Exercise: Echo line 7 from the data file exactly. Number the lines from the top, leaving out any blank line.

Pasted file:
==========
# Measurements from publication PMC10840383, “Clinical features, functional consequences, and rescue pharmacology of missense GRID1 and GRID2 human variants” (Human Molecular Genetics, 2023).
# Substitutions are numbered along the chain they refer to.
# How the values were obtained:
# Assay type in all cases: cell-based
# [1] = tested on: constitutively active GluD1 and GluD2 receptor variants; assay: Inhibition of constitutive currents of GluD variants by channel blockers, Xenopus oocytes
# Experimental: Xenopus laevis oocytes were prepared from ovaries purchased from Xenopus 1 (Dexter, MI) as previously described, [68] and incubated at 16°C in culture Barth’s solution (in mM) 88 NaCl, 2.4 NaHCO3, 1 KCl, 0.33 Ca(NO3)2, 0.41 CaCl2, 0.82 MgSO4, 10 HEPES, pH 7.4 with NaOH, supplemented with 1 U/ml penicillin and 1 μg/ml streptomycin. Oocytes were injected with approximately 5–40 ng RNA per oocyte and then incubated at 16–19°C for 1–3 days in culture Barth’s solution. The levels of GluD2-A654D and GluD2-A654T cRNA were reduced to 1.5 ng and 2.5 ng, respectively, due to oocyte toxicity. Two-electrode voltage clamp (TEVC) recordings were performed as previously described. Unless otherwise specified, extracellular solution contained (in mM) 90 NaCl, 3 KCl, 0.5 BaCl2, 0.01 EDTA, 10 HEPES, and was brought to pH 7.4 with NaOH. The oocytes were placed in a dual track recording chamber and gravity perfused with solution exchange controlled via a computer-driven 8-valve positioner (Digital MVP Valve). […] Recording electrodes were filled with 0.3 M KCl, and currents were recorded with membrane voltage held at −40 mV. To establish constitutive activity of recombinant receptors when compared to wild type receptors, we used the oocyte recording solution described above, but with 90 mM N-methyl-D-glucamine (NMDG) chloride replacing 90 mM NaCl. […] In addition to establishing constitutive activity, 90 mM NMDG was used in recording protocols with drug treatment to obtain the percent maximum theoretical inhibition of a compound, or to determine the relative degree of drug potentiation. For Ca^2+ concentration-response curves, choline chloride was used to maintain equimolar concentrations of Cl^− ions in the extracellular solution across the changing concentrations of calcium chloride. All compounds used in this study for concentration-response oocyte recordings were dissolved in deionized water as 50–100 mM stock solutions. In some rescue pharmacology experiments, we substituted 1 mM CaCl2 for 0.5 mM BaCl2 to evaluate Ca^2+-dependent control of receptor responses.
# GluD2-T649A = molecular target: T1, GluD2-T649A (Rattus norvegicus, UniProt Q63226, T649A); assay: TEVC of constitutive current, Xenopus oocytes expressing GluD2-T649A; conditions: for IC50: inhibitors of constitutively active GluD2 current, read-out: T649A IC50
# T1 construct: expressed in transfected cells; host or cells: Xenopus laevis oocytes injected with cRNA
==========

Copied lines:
# GluD2-T649A = molecular target: T1, GluD2-T649A (Rattus norvegicus, UniProt Q63226, T649A); assay: TEVC of constitutive current, Xenopus oocytes expressing GluD2-T649A; conditions: for IC50: inhibitors of constitutively active GluD2 current, read-out: T649A IC50